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Thread: BMC similarities to the GAGB

  1. #1

    Join Date
    Apr 2004
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    Shropshire
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    Default BMC similarities to the GAGB

    I saw HH's post re the BMC and i have alluded to similarities between the BMC and GAGB in the past.

    One organisation represents climbers in the UK.

    They discuss access, environment and liase directly with landowners.

    They are quite big and have paid up members.

    The BMC organise regular crag clean up days a CITO approach would probably be good way to get in touch.

    Bear in mind cleaning sometimes mean route cleaning on a big dangly rope h34r:

    http://www.thebmc.co.uk/Pages.aspx?page=152
    "If you can't be a good example, then you'll just have to serve as a horrible warning."

  2. #2

    Join Date
    Oct 2006
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    Derby
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    Default

    Not sure I fancy CITO on the end of a long dangly rope

  3. #3

    Join Date
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    Church Warsop, Notts
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    Default

    It's interesting that when the BMC come across an access issue, they manage to enlist the might of the National Park Authority in support, not to mention TV stations and the Ramblers.

    I'm not saying that GAGB should try and do exactly the same, but it might be worth learning from this approach.

    For example, having someone on every County Council who fully understands the nature of geocaching and who has agreed to help with access issues (I don't call them "cache permission" issues: I believe that the placing of the box is not the problem, it's the visitors). Even if they are only prepared to go as far as sending an official letter to the landowner to verify that geocaching is an officially-sanctioned pastime that is well-regarded (fresh air, exercise, obesity etc.) and to consider working with cachers to find a suitable site.

    Only one suggestion, but I wonder whether the BMC access negotiators would have some better ideas? Could it hurt to make contact with them?

  4. #4

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    Default

    I agree that contact with the BMC would be interesting and I think it would be useful to make contact with them and discuss this further.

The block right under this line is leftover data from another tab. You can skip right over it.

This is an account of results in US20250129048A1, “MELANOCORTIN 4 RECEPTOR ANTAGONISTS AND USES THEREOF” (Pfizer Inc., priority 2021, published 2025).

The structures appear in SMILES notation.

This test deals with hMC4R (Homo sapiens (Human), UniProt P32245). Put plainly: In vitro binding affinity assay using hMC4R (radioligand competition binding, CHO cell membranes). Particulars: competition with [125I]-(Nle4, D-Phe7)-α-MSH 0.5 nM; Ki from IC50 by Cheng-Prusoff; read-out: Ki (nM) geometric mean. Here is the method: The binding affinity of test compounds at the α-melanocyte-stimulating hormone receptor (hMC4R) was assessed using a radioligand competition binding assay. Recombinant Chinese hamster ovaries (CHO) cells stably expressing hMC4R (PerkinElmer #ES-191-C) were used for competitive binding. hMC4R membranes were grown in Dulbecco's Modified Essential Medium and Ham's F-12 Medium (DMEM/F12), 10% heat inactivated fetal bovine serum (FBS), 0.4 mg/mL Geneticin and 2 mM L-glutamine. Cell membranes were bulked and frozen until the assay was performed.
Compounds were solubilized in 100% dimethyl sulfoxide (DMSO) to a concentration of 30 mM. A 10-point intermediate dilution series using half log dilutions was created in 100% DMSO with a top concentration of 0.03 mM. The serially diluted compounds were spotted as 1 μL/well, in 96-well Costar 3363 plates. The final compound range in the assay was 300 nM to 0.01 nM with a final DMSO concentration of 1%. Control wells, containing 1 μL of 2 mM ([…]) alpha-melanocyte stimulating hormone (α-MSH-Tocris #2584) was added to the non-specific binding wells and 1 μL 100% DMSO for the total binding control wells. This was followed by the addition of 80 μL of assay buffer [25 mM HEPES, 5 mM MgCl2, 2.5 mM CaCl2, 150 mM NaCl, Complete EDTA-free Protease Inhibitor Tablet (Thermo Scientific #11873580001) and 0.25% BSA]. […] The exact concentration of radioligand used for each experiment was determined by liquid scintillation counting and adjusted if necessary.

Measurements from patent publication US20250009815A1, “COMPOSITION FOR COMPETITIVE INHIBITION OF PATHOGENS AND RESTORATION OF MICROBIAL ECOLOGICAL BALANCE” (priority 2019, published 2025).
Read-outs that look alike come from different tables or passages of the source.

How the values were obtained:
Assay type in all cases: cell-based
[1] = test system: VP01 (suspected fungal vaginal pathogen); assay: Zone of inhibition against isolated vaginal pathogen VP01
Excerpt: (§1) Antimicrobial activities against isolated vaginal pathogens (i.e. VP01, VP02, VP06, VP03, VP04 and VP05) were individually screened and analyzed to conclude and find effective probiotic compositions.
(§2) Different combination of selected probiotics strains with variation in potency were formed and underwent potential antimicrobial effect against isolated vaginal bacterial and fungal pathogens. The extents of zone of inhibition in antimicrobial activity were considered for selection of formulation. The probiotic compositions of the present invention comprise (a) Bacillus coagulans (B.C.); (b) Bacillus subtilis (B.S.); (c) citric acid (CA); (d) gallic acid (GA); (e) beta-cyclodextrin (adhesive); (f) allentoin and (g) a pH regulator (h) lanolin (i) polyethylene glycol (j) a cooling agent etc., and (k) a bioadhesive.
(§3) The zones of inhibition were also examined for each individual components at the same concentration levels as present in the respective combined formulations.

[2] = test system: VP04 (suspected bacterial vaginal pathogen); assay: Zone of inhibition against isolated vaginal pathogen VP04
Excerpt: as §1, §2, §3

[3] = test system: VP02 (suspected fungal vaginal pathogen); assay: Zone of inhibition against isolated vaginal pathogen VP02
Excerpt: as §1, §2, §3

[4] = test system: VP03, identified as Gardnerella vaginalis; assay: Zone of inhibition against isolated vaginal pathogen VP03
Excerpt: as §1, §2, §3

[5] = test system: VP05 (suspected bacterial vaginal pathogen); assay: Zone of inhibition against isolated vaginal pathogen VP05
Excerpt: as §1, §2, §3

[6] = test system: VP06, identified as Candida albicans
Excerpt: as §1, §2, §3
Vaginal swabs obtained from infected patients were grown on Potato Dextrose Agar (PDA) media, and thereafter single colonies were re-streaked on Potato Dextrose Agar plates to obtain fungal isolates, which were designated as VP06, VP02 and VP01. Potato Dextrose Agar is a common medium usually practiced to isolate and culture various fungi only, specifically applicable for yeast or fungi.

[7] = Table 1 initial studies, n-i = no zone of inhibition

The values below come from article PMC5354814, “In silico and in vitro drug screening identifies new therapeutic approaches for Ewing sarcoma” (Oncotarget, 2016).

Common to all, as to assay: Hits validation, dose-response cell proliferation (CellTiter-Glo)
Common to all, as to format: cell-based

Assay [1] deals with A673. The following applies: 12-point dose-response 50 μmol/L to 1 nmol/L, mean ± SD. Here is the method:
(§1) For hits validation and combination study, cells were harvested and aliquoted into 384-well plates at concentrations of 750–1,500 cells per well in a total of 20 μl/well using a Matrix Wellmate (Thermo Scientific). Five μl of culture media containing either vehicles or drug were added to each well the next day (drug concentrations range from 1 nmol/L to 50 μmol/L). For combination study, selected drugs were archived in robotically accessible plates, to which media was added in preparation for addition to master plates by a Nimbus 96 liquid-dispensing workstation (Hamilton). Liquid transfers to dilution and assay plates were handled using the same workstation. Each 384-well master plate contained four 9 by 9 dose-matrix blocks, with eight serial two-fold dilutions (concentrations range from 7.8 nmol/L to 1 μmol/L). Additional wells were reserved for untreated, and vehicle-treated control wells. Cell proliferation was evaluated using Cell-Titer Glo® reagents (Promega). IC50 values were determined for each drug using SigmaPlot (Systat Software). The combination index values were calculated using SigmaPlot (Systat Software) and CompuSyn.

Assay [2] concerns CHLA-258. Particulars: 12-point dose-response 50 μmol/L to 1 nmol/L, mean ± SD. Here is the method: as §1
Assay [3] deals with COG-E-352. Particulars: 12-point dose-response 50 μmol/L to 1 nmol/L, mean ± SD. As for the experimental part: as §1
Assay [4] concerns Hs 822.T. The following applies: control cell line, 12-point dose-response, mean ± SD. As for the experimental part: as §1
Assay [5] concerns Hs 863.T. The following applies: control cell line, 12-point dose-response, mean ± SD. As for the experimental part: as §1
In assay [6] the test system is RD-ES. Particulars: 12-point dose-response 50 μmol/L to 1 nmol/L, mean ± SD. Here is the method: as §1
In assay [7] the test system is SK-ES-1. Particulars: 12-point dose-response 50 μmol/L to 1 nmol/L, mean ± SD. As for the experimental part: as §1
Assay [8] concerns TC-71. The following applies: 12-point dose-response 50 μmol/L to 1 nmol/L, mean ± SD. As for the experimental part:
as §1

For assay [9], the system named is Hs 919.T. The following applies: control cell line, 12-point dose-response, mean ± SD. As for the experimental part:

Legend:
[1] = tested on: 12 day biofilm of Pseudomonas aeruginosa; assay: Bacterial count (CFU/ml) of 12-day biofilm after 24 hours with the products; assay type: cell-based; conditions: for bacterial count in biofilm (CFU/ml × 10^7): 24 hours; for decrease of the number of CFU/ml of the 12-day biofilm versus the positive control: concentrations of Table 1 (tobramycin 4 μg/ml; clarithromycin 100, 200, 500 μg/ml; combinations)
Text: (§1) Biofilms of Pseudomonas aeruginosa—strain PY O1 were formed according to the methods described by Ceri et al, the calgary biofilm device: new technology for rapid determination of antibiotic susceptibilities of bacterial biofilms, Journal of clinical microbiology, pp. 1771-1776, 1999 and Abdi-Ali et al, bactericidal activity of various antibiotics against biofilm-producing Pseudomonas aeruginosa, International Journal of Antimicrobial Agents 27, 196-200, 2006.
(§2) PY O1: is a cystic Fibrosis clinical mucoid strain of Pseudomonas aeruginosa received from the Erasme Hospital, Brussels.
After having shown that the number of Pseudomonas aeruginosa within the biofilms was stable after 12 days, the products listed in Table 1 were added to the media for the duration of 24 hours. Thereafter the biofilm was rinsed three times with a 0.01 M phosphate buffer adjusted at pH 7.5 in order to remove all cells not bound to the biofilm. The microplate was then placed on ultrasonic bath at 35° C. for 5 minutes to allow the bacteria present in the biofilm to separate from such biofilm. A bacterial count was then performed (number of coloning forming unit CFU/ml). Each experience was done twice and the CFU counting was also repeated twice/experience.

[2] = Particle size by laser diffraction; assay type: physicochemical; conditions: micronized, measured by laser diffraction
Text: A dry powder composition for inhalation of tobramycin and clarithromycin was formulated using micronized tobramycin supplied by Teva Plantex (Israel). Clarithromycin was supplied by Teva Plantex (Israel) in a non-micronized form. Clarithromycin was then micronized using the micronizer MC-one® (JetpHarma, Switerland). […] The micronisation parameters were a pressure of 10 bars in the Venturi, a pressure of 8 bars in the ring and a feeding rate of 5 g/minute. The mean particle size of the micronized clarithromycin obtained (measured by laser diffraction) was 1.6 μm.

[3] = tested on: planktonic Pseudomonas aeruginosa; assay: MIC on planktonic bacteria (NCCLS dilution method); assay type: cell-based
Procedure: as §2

There are already some contacts amongst landowners who have acted as advocates and this has helped enormously with other later permissions. However, they are currently relatively few in number so we have been careful in how we use their support.

    Visitors are part of the issue for landowners because landowners usually focus on people's impact on their land, safety for those people, and the impact of the cache itself. These are all part of most negotiations that I conduct and these have been generally successful so far although I'm always keen to find out if there are better ways to do this.

  5. #5

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    Default Bmc

    Also remember The Mountaineering Council of Scotland the sister organisation to the BMC for those "little" hills north of the border

    They have a lot of information regarding access etc and have a great insurance scheme for members

  6. #6

    Join Date
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    Quote Originally Posted by Gwendolyn View Post
    Also remember The Mountaineering Council of Scotland the sister organisation to the BMC for those "little" hills north of the border

    They have a lot of information regarding access etc and have a great insurance scheme for members
    Whilst insurance is something we've always fought shy of, and indeed have found almost impossible to get realistic quotes for, I'd be interested to hear more about that insurance scheme, whether here in the forums or by way of a PM to me.

    ---
    Bill, Chairman, GAGB
    ​​Do not go gentle into that good night.
    Rage, rage against the dying of the light. (Dylan Thomas)​


  7. #7

    Join Date
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    I joined the BMC because of the insurance scheme. If you take part in guided climbing, in some cases (perhaps all, I'm not sure) the guide doesn't provide insurance so you need your own. The BMC scheme is tailored to suit outdoor activities (as you'd expect) and is pretty cheap if you're a member.

    http://www.thebmc.co.uk/modules/insurance/Policies.aspx

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